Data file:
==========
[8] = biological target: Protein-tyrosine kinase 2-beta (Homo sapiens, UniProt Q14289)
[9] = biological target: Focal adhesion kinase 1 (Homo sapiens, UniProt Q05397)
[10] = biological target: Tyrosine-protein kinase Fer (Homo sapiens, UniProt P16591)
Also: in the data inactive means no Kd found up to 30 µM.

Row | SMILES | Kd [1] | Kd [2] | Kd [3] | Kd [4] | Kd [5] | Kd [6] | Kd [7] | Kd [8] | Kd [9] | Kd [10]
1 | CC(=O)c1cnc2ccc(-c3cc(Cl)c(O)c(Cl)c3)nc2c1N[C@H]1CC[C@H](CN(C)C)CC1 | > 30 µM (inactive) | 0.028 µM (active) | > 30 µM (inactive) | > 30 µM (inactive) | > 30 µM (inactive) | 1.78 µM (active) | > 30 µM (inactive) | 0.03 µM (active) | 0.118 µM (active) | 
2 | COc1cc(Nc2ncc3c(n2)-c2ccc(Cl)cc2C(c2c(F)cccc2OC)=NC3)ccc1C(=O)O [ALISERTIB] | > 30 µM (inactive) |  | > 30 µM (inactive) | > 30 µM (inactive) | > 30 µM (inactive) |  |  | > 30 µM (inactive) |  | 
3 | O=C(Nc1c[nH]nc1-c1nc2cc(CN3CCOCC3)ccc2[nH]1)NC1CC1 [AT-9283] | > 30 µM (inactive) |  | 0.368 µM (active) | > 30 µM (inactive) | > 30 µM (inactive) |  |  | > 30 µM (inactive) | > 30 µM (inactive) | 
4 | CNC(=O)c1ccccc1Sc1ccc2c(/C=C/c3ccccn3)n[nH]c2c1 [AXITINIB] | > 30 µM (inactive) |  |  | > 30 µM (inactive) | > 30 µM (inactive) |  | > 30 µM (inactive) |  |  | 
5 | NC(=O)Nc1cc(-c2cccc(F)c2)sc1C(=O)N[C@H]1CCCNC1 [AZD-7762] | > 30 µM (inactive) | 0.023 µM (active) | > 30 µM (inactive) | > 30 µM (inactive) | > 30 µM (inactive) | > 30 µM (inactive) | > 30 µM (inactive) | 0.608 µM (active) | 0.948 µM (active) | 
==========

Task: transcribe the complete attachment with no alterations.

[8] = biological target: Protein-tyrosine kinase 2-beta (Homo sapiens, UniProt Q14289)
[9] = biological target: Focal adhesion kinase 1 (Homo sapiens, UniProt Q05397)
[10] = biological target: Tyrosine-protein kinase Fer (Homo sapiens, UniProt P16591)
Also: in the data inactive means no Kd found up to 30 µM.

Row | SMILES | Kd [1] | Kd [2] | Kd [3] | Kd [4] | Kd [5] | Kd [6] | Kd [7] | Kd [8] | Kd [9] | Kd [10]
1 | CC(=O)c1cnc2ccc(-c3cc(Cl)c(O)c(Cl)c3)nc2c1N[C@H]1CC[C@H](CN(C)C)CC1 | > 30 µM (inactive) | 0.028 µM (active) | > 30 µM (inactive) | > 30 µM (inactive) | > 30 µM (inactive) | 1.78 µM (active) | > 30 µM (inactive) | 0.03 µM (active) | 0.118 µM (active) | 
2 | COc1cc(Nc2ncc3c(n2)-c2ccc(Cl)cc2C(c2c(F)cccc2OC)=NC3)ccc1C(=O)O [ALISERTIB] | > 30 µM (inactive) |  | > 30 µM (inactive) | > 30 µM (inactive) | > 30 µM (inactive) |  |  | > 30 µM (inactive) |  | 
3 | O=C(Nc1c[nH]nc1-c1nc2cc(CN3CCOCC3)ccc2[nH]1)NC1CC1 [AT-9283] | > 30 µM (inactive) |  | 0.368 µM (active) | > 30 µM (inactive) | > 30 µM (inactive) |  |  | > 30 µM (inactive) | > 30 µM (inactive) | 
4 | CNC(=O)c1ccccc1Sc1ccc2c(/C=C/c3ccccn3)n[nH]c2c1 [AXITINIB] | > 30 µM (inactive) |  |  | > 30 µM (inactive) | > 30 µM (inactive) |  | > 30 µM (inactive) |  |  | 
5 | NC(=O)Nc1cc(-c2cccc(F)c2)sc1C(=O)N[C@H]1CCCNC1 [AZD-7762] | > 30 µM (inactive) | 0.023 µM (active) | > 30 µM (inactive) | > 30 µM (inactive) | > 30 µM (inactive) | > 30 µM (inactive) | > 30 µM (inactive) | 0.608 µM (active) | 0.948 µM (active) | 